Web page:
The Lycian alphabet was used during the 5th to 3rd centuries BC for writing the Lycian language, an Indo-European language spoken in what is now Southern Turkey.
There were twenty-nine letters in the Lycian script, six representing vowels and twenty-three representing consonants and semi-vowels. The shapes of the letters were based on those of the archaic Greek alphabet, but visually similar letters did not necessarily represent the same sounds in both scripts.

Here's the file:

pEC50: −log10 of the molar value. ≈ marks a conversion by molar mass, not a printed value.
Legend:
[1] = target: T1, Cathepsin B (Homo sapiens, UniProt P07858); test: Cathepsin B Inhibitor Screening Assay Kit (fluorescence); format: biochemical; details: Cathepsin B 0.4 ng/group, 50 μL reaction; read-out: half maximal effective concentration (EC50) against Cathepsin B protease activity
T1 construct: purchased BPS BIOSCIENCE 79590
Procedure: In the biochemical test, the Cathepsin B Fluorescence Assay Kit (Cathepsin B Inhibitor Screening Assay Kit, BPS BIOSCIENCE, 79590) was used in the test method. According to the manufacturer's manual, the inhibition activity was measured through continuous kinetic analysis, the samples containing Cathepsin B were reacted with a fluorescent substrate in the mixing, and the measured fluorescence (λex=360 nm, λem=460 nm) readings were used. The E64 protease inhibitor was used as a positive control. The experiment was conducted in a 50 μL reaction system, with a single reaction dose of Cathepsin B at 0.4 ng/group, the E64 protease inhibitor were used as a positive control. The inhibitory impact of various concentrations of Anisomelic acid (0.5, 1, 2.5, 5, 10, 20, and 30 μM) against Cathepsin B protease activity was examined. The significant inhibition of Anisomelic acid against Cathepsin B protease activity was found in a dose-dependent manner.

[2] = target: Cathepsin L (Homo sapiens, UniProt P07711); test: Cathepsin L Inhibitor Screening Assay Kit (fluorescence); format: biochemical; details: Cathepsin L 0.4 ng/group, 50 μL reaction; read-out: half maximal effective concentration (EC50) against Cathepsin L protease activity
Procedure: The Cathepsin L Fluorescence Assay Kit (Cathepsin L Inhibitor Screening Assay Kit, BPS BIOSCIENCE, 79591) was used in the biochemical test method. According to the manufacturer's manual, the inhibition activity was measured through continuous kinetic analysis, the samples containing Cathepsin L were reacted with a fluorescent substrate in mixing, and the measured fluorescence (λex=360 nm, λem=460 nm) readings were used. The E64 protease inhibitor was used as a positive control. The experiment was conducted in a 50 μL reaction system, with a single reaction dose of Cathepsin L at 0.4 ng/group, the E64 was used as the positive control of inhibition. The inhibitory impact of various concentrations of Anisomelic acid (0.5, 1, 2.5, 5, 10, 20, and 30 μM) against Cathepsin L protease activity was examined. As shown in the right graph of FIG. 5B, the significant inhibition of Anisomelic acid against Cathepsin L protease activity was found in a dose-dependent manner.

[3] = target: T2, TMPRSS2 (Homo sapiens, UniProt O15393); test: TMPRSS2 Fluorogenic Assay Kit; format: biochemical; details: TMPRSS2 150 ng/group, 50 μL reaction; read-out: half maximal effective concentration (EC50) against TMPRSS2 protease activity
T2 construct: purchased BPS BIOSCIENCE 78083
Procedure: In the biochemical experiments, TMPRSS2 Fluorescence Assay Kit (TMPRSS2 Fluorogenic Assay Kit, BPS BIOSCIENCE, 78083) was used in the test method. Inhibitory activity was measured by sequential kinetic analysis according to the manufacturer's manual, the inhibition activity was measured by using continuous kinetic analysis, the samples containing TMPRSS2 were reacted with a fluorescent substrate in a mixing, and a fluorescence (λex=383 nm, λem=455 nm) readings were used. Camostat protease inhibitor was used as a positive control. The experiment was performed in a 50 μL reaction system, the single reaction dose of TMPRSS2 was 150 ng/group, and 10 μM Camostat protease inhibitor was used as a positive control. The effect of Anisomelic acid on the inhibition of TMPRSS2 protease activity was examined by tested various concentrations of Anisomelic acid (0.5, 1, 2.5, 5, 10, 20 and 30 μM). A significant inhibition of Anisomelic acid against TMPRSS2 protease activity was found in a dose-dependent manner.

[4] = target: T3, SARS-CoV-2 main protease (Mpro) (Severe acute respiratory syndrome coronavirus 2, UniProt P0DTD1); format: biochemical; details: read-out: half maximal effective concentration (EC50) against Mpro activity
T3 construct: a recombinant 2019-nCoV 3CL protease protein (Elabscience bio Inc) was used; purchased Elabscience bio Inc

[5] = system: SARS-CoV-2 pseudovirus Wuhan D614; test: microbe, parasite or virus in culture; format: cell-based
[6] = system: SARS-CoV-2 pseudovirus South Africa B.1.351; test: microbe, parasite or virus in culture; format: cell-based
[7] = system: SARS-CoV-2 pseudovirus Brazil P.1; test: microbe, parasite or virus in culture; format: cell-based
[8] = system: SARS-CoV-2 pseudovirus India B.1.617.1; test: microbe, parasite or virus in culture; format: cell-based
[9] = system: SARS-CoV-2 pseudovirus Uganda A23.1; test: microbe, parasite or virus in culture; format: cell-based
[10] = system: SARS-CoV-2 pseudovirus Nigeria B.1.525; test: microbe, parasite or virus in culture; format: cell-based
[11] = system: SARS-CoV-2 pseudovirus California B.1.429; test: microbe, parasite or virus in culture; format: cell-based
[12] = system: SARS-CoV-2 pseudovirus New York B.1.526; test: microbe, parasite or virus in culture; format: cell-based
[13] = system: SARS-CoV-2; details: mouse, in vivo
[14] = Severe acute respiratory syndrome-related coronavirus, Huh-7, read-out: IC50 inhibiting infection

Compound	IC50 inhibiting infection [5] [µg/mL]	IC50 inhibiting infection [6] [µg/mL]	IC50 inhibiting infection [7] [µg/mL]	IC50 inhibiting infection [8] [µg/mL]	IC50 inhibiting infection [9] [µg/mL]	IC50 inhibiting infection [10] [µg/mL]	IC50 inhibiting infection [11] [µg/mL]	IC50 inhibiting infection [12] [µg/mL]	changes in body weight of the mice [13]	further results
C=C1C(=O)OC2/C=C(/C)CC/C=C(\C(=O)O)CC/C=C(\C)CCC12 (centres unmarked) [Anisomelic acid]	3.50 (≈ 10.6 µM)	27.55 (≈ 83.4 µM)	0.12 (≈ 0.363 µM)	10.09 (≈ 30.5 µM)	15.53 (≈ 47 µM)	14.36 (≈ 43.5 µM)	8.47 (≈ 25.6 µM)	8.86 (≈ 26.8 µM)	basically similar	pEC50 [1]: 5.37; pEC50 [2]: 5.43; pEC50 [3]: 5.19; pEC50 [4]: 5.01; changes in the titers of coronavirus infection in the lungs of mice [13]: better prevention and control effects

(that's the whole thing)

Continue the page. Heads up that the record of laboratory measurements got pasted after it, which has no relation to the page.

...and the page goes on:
Lycian was almost always written from left to right, although there are some examples in which it was written from right to left. Spaces were not left between words, but a two-dot word divider was often used.